Treatment. Salicylates, which are of service in acute rheumatism, are not so reliable in the chronic varieties, but are sometimes of service. Aspirin, salicin, quinine and iodide of potassium may be more successful, but other active treatment is usually required. The application of heat in the form of poultices or fomentations, counter irritation by mustard leaves or blisters, are indicated in some cases. In others massage, hot douches, or electricity may be required. Mineral waters and baths of various health resorts are often of great benefit in obstinate cases, such as those of Buxton, Bath, Harrogate, Woodhall Spa, etc., in England, or of Aix-les-Bains, Wiesbaden, Wildbad, etc., and many others on the continent of Europe. Wintering abroad in warm, dry and sunny climates may be advisable in some cases when this is practicable.

Q. F. H. B.)

RHEUMATOID ARTHRITIS (OSTEO-ARTHRITIS, ARTHRITIS DE- FORMANS), terms employed to designate a disease or group of diseases characterized by destructive changes in the joints. Though it is only in comparatively recent times that the disease was definitely recognized as separate clinically from either rheumatism or gout, it is certain that it prevailed in ancient times. Characteristic changes in the bones have been found in remains in tombs in Egypt attributed by Petrie to 1300 B.C., and ancient Roman as well as British graves have held bones showing distinct traces of the diseases. Of early medical writers, Paulus Aeginata observed the lesions and seemed to consider them distinctive. Landre Beauvais in 1800 published a description of the disease under the title of Goulte aslhenique primitif. The first endeavour, however, to separate rheumatoid arthritis as a distinct disease was made by William Heberden in 1803; while in 1805 John Haygarth recognized the difference between it and rheumatism, and suggested the term " nodosity of the joints." A wide divergence of opinion during the igth century as to its relation to rheumatism and to gout gave rise to the unfortunate term " rheumatic gout." The name arthritis deformans-wa.s suggested by Virchow in 1859. Various causes, such as nervous origin, inherited arthritic diathesis, a relationship to rheumatism or gout, and reflex irritation, have been put foward as giving rise to the disease, but in the present state of medical knowledge two are most favoured. The first ascribes the disease to an infective process arising from micro-organisms. Several observers have found bacteria in the synovial fluid and membranes of affected joints, Max Schuller finding both bacilli and cocci, while in 1896 Gilbert Bannatyne, Wohlmann and Blaxall isolated a micro-organism, a bacillus with a bipolar staining, which they stated to be almost constantly present in the joints of patients with true rheumatoid arthritis. The second view is that the disease is the result of a chronic toxaemia produced by absorption of toxines from the intestine, with perhaps some error in metabolism. In many cases there seems to be a distinct evidence of a local infection, injury being a determining factor, and some families seem to have joints which are specially liable to degeneration. The disease may begin at any age, for there is no doubt that persistent cases have been met with in quite young children; but it usually begins in early middle-age, and statistics seem to confirm the impression of the greater liability of females. Conditions which tend to lower the general health seem to act as a predisposing cause to rheumatoid arthritis, e.g. mental worry, uterine disorders and various lowering diseases,' prominent among which are influenza and tonsillitis. In a number of cases in women the onset occurs about the time of the menopause.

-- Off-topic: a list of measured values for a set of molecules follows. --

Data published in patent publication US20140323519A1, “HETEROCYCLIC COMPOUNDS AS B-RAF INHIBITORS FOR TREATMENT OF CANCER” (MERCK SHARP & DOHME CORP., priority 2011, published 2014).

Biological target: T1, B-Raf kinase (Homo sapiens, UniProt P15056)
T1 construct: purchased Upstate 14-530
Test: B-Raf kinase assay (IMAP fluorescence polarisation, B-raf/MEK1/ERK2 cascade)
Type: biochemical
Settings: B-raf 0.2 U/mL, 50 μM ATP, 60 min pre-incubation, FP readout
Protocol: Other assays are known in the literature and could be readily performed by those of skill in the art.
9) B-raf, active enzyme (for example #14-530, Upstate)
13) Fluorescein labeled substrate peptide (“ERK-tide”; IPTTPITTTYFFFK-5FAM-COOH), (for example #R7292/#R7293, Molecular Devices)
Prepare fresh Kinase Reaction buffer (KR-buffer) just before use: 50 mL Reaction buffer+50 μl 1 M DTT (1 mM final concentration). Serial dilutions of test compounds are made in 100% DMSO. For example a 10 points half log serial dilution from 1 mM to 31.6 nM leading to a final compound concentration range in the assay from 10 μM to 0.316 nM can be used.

The method of onset varies according to the form. There are four well-marked types (i) the peri-articular form, in which the most marked changes are in the synovial membrane and peri-articular tissues, and the cartilage may be involved to a lesser degree. In this variety is found every grade of severity. The onset may be acute, resembling an attack of rheumatic fever, for which it may be mistaken; the joints, one or more, are swollen, tender and painful to the touch; the temperature elevated to 100; 101; but unlike rheumatic fever, sweating and hyperpyrexia are uncommon. The acute stage may then subside, a slight thickening remaining in the capsule of the joint, and the contours of the limb scarcely regaining the normal; or the attack may gradually develop into the chronic form. The pain varies greatly, and is not necessarily in ratio to the amount of arthritis present. Various joints may be involved, the spinal vertebrae not infrequently sharing in an arthritis; the most usual joints to be attacked, however, are r the knee and shoulder. When the knee is attacked there is commonly effusion into the joint. Muscular atrophy is usually present, but varies greatly in its extent. In most cases it is present to a much greater degree than can be accounted for by disuse of the muscles. The skin has in these cases a curious glossy appearance, and pigmentations may be noticed. In chronic forms the onset is gradual, one joint becoming painful and swelling, and then the others successively; in these slow forms the outlook for the recovery of the joint is not so good as in the acute, and some cases may proceed to extreme deformity with little or no pain. Gradually the shape of the joint is altered ; this is in a great measure due to synovial thickening, and partly to the presence of olsteophytes in the joint. When the affected joint is moved a distinct crepitation can be felt. The muscles about the joint atrophy often to an extreme degree, and contractures supervene, flexing the leg upon the thigh if the knees should be affected, and the thigh upon the abdomen should the hip be affected. In extreme degrees the patient may become a complete cripple. Later, in many cases a quiescent stage of the disease is reached, the patients cease to suffer pain, and are inconvenienced only by the deformities in the limbs, in which a considerable degree of motion may be retained. Remarkable deformities are seen in hands in which a considerable amount of usefulness still remains. Dyspepsia and anaemia are frequently associated with arthritis. Monarticular arthritis more particularly affects the aged; and when it affects the hip is known as morbus coxae senilis.